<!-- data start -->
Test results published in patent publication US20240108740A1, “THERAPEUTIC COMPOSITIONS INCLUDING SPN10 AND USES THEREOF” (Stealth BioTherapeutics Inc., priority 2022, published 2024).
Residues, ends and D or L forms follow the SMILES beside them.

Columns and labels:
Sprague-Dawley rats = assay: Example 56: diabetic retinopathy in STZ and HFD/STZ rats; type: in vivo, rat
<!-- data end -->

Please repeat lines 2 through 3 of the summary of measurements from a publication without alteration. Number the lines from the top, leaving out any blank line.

Residues, ends and D or L forms follow the SMILES beside them.

Columns and labels: